Unprecedented summer warmth and flooding, forest fires, drought and torrential rain — extreme weather events are occurring more and more often, but now an international team of climate scientists has found a connection between many extreme weather events and the impact climate change is having on the jet stream.
“We came as close as one can to demonstrating a direct link between climate change and a large family of extreme recent weather events,” said Michael Mann, distinguished professor of atmospheric science and director, Earth System Science Center, Penn State. “Short of actually identifying the events in the climate models.”
The unusual weather events that piqued the researchers’ interest are things such as the 2003 European heat wave, the 2010 Pakistan flood and Russian heatwave, the 2011 Texas and Oklahoma heat wave and drought and the 2015 California wildfires.
The researchers looked at a combination of roughly 50 climate models from around the world that are part of the Coupled Model Intercomparison Project Phase 5 (CMIP5), which is part of the World Climate Research Programme. These models are run using specific scenarios and producing simulated data that can be evaluated across the different models. However, while the models are useful for examining large-scale climate patterns and how they are likely to evolve over time, they cannot be relied on for an accurate depiction of extreme weather events. That is where actual observations prove critical.
The researchers looked at the historical atmospheric observations to document the conditions under which extreme weather patterns form and persist. These conditions occur when the jet stream, a global atmospheric wave of air that encompasses the Earth, becomes stationary and the peaks and troughs remain locked in place.
“Most stationary jet stream disturbances, however, will dissipate over time,” said Mann. “Under certain circumstances the wave disturbance is effectively constrained by an atmospheric wave guide, something similar to the way a coaxial cable guides a television signal. Disturbances then cannot easily dissipate, and very large amplitude swings in the jet stream north and south can remain in place as it rounds the globe.”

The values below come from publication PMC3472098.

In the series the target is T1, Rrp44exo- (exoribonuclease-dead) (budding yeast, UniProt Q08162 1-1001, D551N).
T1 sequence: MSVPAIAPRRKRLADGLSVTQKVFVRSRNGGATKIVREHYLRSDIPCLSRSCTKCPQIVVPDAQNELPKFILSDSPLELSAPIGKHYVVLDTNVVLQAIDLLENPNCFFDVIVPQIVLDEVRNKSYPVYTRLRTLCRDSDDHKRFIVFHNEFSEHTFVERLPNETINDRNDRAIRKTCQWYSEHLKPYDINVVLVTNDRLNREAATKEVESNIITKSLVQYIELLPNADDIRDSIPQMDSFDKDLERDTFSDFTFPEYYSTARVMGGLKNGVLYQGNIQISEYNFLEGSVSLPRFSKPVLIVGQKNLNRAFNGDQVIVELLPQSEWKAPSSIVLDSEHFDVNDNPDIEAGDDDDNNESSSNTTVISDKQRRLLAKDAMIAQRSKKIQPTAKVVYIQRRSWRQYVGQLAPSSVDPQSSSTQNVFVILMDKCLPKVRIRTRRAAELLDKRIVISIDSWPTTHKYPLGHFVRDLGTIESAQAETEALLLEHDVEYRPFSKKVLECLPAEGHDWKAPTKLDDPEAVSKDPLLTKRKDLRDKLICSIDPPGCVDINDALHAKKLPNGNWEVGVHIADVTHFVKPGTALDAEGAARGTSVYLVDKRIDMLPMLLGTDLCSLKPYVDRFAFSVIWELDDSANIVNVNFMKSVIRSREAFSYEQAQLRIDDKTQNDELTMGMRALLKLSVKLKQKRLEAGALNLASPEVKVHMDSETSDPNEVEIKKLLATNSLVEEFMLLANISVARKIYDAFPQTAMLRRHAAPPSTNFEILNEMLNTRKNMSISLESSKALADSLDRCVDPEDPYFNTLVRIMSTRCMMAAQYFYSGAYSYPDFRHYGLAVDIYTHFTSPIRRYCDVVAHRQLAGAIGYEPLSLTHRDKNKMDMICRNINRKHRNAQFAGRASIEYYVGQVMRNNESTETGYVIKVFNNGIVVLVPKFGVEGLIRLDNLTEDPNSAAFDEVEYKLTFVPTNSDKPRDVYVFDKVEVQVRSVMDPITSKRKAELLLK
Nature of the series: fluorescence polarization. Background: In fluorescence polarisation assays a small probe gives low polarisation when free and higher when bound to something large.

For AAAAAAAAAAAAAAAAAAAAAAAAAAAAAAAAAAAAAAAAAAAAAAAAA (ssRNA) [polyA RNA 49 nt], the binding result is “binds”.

This constrained configuration of the jet stream is like a rollercoaster with high peaks and valleys, but only forms when there are six, seven or eight pairs of peaks and valleys surrounding the globe. The jet stream can then behave as if there is a waveguide — uncrossable barriers in the north and south — and a wave with large peaks and valleys can occur.
“If the same weather persists for weeks on end in one region, then sunny days can turn into a serious heat wave and drought, and lasting rains can lead to flooding,” said Stefan Rahmstorf, Potsdam Institute for Climate Impact Research (PIK), Germany.
The structure of the jet stream relates to its latitude and the temperature gradient from north to south. Temperatures typically have the steepest gradients in mid-latitudes and a strong circumpolar jet stream arises. However, when these temperature gradients decrease in just the right way, a weakened “double peak” jet stream arises with the strongest jet stream winds located to the north and south of the mid-latitudes.
“The warming of the Arctic, the polar amplification of warming, plays a key role here,” said Mann. “The surface and lower atmosphere are warming more in the Arctic than anywhere else on the globe. That pattern projects onto the very temperature gradient profile that we identify as supporting atmospheric waveguide conditions.”
Theoretically, standing jet stream waves with large amplitude north/south undulations should cause unusual weather events.
“We don’t trust climate models yet to predict specific episodes of extreme weather because the models are too coarse,” said study co-author Dim Coumou of PIK. “However, the models do faithfully reproduce large scale patterns of temperature change,” added co-author Kai Kornhuber of PIK.
The researchers looked at real-world observations and confirmed that this temperature pattern does correspond with the double-peaked jet stream and waveguide patter associated with persistent extreme weather events in the late spring and summer such as droughts, floods and heat waves. They found the pattern has become more prominent in both observations and climate model simulations.
“Using the simulations, we demonstrate that rising greenhouse gases are responsible for the increase,” said Mann.
The researchers noted in today’s (Mar. 27) issue of Scientific Report that “Both the models and observations suggest this signal has only recently emerged from the background noise of natural variability.”
“We are now able to connect the dots when it comes to human-caused global warming and an array of extreme recent weather events,” said Mann.
While the models do not reliably track individual extreme weather events, they do reproduce the jet stream patterns and temperature scenarios that in the real world lead to torrential rain for days, weeks of broiling sun and absence of precipitation.
“Currently we have only looked at historical simulations,” said Mann. “What’s up next is to examine the model projections of the future and see what they imply about what might be in store as far as further increases in extreme weather are concerned.”
Also working on this project was Sonya K. Miller, programmer analyst, Penn State; and Byron A. Steinman, assistant professor Department of Earth and Environmental Sciences and Large Lakes Observatory, University of Minnesota: Duluth.